One of the buzz apps I discovered at South By Southwest last month was Hashable. What’s Hashable? The official description is:
Hashable is the ultimate networking app. Exchange business cards, make easy intros and ‘check-in’ with people to track meetings and calls.
Since it seemed like all 17,000 attendees as SXSW were armed with smart phones, laptops and ipads, it was the perfect environment to test out Hashable. Instead of swapping business cards, all you had to do was tweet the other person’s Twitter handle along with #justmet and @hashable and a tweet with a link to your contact info shows up instantl on Twitter (there’s a way to do this privately, too).
Besides sending out your own virtual business card, you can use Hashable to make introduce people through Twitter or via email. Granted you can do this via any tweet but with Hashable, you can see if the two people actually connected. And if they didn’t, Hashable will send a reminder after 5 days. Send a Tweet with two friends Twitter handles and the hashtag #intro and include @hashable and this is what both will see in their @mentions stream:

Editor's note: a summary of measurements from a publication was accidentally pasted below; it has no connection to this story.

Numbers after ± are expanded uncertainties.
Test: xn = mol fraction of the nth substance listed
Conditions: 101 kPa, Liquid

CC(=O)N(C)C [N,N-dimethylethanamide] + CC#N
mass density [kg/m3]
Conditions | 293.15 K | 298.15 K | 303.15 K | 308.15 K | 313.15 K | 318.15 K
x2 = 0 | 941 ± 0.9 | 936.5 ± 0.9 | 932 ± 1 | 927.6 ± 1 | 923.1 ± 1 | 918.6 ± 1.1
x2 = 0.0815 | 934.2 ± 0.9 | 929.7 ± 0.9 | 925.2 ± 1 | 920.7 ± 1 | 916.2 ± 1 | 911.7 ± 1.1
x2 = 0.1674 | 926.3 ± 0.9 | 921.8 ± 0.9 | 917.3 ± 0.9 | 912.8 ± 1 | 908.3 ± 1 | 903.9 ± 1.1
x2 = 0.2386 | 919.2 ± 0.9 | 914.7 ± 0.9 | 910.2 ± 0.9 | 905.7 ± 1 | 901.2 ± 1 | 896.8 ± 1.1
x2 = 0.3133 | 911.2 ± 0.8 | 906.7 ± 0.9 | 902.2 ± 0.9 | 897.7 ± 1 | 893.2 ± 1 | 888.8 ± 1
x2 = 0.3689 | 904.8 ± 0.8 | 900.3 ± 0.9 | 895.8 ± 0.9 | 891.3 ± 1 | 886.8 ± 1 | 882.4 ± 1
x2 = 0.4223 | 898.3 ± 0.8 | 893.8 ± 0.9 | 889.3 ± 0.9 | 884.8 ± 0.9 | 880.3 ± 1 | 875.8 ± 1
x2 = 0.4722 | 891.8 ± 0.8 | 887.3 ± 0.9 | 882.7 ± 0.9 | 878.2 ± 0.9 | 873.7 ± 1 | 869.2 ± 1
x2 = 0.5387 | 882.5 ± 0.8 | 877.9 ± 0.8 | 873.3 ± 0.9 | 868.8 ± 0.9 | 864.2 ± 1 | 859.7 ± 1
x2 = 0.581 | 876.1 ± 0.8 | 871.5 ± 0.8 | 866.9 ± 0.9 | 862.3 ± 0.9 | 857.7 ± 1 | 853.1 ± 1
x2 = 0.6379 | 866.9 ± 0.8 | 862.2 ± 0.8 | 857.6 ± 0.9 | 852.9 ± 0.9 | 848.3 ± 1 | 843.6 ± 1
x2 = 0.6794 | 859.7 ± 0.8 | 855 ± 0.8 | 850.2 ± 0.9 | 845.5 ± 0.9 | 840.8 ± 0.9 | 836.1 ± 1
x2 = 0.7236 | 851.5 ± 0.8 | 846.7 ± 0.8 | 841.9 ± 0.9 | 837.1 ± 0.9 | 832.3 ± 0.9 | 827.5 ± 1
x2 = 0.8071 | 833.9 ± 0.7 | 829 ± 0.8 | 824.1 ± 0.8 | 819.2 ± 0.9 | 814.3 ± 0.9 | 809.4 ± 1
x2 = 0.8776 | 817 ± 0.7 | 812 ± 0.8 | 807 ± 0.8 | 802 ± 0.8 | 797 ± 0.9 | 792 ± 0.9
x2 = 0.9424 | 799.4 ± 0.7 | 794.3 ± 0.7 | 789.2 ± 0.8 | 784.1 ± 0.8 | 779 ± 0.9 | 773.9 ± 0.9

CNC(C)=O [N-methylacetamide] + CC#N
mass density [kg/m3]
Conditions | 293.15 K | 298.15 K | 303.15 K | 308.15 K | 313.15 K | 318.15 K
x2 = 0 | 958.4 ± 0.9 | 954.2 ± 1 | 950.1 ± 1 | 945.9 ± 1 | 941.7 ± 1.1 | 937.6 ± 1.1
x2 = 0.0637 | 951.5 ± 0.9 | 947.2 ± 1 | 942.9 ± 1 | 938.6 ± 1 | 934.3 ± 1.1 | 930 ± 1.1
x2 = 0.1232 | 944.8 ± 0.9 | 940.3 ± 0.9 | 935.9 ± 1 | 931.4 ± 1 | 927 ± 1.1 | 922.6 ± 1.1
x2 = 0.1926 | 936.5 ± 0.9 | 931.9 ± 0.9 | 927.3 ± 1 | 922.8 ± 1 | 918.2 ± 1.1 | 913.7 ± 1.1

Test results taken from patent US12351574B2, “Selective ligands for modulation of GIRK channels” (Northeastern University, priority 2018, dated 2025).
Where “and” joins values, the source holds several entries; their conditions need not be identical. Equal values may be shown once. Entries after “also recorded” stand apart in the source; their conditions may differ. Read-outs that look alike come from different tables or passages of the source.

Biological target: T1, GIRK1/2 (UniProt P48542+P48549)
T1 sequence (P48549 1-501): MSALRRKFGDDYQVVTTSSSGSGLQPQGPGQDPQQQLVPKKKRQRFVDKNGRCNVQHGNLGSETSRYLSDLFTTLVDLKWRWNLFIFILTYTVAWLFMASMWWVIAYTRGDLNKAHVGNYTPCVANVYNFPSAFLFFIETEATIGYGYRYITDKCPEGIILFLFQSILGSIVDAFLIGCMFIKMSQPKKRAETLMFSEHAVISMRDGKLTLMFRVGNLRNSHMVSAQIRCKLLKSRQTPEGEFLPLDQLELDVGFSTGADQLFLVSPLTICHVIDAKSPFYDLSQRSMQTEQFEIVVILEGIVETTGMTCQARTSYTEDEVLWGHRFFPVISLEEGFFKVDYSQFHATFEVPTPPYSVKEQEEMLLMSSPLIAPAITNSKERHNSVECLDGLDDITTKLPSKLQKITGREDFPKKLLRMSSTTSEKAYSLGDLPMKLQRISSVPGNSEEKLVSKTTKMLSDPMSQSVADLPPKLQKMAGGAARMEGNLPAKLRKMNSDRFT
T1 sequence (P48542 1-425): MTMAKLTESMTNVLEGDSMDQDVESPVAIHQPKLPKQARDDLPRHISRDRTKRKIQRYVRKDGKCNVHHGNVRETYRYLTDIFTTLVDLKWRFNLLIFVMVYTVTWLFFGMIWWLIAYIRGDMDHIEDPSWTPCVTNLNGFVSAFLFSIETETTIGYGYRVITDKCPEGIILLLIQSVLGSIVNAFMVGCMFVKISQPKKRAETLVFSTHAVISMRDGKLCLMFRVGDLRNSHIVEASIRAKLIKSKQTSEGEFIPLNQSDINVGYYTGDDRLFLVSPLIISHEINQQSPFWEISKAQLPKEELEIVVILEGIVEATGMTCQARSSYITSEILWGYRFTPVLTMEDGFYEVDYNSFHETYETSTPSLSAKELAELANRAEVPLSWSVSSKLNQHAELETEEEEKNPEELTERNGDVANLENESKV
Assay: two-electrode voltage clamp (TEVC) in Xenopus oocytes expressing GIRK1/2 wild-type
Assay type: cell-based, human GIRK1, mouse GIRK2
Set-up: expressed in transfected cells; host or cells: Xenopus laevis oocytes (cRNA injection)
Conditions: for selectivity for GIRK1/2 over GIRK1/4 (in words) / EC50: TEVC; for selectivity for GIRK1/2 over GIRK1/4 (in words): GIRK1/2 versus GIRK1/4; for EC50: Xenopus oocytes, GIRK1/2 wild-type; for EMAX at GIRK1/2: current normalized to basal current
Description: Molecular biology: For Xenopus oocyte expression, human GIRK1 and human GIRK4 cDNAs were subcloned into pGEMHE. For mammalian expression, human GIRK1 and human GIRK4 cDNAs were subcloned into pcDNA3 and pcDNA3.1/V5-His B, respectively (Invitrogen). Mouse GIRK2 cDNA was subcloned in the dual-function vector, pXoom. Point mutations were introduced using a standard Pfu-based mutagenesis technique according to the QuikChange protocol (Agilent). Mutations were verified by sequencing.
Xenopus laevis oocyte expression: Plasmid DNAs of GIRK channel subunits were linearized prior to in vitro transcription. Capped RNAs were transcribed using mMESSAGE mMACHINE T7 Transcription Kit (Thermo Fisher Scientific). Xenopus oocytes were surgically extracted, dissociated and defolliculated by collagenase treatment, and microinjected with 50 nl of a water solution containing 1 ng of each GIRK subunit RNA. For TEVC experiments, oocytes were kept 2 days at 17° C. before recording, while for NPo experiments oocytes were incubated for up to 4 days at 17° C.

When either party then clicks on the link within the intro tweet, they’re taken to an “Icebreaker” page like the one below where they can find out more about the other party and, if they choose send out a request for a meeting or call. (Click to see the full-sized image).
Beyond introductions, you can use Hashable to mention and track meetings, meals, thank-you’s or any other interaction. Hashable has a suggested list of hashtags but you’re free to make one up, too.
Hashable is still in public beta testing and it’s free to use. Whether or not it catches on, we’ll have to wait and see but it’s an interesting way to stay connected with people and track your relationships. There’s a point-based system that rewards usage with standings on a leaderboard similar to what apps like Foursquare use to encourage participation.
Will Hashable replace the business card? Probably not any time soon but does introduce some interesting possibilities. Do you think it will catch on? Do any ideas come to mind on how you might use Hashable? Post a comment below and let me know what you think.